Marshmallows – a food blog

Marshmallow and self-regulation go together like peaches and cream, ham and pineapple on a pizza…. Wait a second this is sounding like a food blog!! Just what are marshmallows and self-regulation doing in the same sentence??

Buried deep in the recesses of my first year uni knowledge vault is a distant memory of a study conducted by Walter Mischel and a team of researchers at Stanford University in the late 1960’s and early 1970’s, ring any bells?

In this study 4-year-old children were presented with a marshmallow and informed that they could either eat a marshmallow now, or wait 15 minutes and receive two marshmallows. Some children gobbled the marshmallow immediately, while others managed to wait the full 15 minutes and receive the reward of a second marshmallow.

The researchers followed up with the children over the next few decades and discovered that those children who had managed to wait for the second marshmallow had a number of positive outcomes including:

  • better emotional coping skills

  • higher rates of educational attainment

  • lower BMI

  • lower divorce rates

  • lower rates of addiction

So what does that mean for our children? Can we teach our children self-regulation or are the marshmallow gobblers on a trajectory to doom??

Researchers continued with the marshmallow experiment with various tweaks and discovered that with effective strategies children could resist the lure of the marshmallow. Simply put self-regulation is a muscle that can be built up!

A few strategies for nurturing self-regulation:

  • Positive distraction

Thinking about or engaging in another activity can support self-regulation. How many times have you tried to distract yourself from eating just one more TimTam with a walk, a carrot stick or even cleaning the bathroom?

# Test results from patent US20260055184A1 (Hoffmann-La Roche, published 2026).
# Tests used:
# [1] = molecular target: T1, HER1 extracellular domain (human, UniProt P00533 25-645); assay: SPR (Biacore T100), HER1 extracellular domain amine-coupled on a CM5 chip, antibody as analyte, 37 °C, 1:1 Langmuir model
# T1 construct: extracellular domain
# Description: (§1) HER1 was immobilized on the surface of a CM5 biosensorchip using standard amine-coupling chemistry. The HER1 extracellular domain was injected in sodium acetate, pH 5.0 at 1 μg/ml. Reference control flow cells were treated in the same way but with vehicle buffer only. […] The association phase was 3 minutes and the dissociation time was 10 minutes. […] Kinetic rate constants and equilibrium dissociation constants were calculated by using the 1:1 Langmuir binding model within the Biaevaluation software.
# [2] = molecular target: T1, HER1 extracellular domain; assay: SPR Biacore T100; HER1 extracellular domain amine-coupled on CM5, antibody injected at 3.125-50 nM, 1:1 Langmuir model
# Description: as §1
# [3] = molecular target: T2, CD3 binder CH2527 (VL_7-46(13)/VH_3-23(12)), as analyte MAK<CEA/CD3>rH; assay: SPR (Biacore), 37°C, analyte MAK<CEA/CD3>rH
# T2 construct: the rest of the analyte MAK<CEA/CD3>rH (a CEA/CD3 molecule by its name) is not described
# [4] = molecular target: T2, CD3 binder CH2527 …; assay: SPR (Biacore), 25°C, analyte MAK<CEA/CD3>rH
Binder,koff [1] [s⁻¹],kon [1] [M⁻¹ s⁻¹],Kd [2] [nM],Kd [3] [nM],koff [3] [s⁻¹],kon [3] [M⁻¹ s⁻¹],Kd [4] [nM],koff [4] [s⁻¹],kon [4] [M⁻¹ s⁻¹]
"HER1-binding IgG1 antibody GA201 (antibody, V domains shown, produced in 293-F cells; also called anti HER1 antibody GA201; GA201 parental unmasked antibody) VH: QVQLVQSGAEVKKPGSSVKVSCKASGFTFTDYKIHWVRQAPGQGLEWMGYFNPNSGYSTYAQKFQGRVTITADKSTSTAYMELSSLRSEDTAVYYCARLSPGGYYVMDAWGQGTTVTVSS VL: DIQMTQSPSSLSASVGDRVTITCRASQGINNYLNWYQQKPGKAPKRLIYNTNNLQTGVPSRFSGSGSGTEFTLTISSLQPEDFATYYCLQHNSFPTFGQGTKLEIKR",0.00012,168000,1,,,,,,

• Self-talk

Talking to yourself about the situation and how you can resolve/calm down/delay is a tool for supporting self-regulation. Choosing your emotion and how to respond to a situation. When faced with a challenging situation rather than having a meltdown, articulating your feelings and options can bring a sense of calm.

  • Avoidance

When the marshmallow was covered, the kids were not tempted to eat it. We can use this strategy to support self-regulation. Obviously not in all situations but who hasn’t disabled their phone’s Facebook app to remove the temptation?

  • Focus on the end goal

Thinking about the end goal can provide a focus and scaffold the development of self-regulation. Focussing on your end goal can provide the motivation for not sleeping in and getting to the gym at 5am, at least some mornings.

By modelling these practices and how we do our own self-regulation (more of that talking out loud about what’s going on in your head) we can support the development of self-regulation in our children. The bobo doll experiment of the 1960s (I don’t think this would pass the ethics board these days) clearly demonstrated the power of role models. So go on say no to the last Tim Tam and flex your self-regulation muscles with pride.